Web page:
A new book has been released that’s sure to stir the conversation at braais and dinner parties in South Africa and across the globe: Should I Stay Or Should I Go? Yes, it’s a song by The Clash, but it’s also a defining question for the modern Rainbow Nation and now, as a Two Dogs book, a collection of essays on emigration from South Africans based in South Africa and around the world (including sapeople’s Ted Botha and Jenni Baxter).
Most South Africans with the means to pack up and leave have, at some point, thought about emigrating (even if it’s just to scoff at the idea), while popular wisdom suggests that more than a million South Africans have emigrated since the early 1990s, with many thousands having already left before that in the turbulent ’70s and ’80s.
Today, the issue is as topical and controversial as ever, with hardcore “stayers” and “leavers” forever clashing with each other (often online), while those in the middle – the majority – are left with unanswered questions.
Should I Stay Or Should I Go? is for those looking for guidance, information and empathy on the topic of emigration from people who’ve been there and done that – whether it’s stay or go. It is a collection of 15 essays by South Africans at home and abroad – some high-profile literary figures, others average everyday people – that combines a collection of subjective viewpoints to provide a broad overview of the emigration debate. It comes with an introduction from the editor, and three addendums: comparisons of the 14 most popular emigrant cities for South Africa, a discussion of the stresses of emigration and a sample of further reading on the topic.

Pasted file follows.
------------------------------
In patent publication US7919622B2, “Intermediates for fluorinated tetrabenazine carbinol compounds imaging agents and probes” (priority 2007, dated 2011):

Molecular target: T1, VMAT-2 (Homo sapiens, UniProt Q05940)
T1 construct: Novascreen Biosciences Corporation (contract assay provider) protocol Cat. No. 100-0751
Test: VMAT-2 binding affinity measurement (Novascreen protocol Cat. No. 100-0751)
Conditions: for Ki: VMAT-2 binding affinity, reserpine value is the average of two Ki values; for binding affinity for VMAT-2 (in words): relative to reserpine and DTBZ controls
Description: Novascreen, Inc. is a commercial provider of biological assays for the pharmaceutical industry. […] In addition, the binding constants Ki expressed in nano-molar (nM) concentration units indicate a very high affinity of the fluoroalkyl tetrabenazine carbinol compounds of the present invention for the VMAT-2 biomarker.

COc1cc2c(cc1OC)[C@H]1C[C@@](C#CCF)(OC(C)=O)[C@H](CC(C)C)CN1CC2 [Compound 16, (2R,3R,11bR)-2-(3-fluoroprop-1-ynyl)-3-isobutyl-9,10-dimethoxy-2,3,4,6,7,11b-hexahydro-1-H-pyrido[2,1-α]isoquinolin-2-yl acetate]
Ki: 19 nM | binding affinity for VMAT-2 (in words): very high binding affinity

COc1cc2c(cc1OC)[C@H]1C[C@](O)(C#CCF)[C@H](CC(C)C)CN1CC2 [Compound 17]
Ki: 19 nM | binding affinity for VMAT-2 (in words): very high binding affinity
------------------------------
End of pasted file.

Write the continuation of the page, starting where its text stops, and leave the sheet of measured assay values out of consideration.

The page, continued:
Tim Richman – editor of Why I’ll Never Live In Oz Again – is an author and publisher of the book. Other authors include high-profile literary figures such as André Brink, Jacob Dlamini and Kevin Bloom, award-winning journalists and writers, and a selection of man-in-the-street contributors with particularly interesting stories to tell. Half are currently living in South Africa, while the others are living in the UK, the US, Canada, Australia, New Zealand and the Middle East.
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